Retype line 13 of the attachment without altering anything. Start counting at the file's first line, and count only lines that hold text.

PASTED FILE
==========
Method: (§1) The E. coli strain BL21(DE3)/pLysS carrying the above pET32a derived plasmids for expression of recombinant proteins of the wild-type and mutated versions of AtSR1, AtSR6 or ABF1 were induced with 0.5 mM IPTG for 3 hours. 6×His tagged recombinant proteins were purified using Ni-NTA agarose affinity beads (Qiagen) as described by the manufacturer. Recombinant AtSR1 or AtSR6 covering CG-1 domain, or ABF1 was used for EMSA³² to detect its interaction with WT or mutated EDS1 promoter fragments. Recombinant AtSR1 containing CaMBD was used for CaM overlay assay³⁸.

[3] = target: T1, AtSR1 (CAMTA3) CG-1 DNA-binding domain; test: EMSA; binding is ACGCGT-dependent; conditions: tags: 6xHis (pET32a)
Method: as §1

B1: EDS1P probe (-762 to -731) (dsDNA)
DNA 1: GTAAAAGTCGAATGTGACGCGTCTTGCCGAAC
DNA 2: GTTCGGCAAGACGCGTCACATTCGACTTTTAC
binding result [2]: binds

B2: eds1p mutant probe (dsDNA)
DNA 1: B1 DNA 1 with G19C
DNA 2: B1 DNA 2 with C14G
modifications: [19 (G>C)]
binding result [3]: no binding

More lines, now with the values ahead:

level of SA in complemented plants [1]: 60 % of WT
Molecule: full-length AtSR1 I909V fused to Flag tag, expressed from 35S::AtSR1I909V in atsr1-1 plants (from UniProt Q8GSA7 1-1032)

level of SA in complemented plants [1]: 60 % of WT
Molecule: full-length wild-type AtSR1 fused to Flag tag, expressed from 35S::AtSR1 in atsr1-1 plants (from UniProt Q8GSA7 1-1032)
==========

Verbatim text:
More lines, now with the values ahead: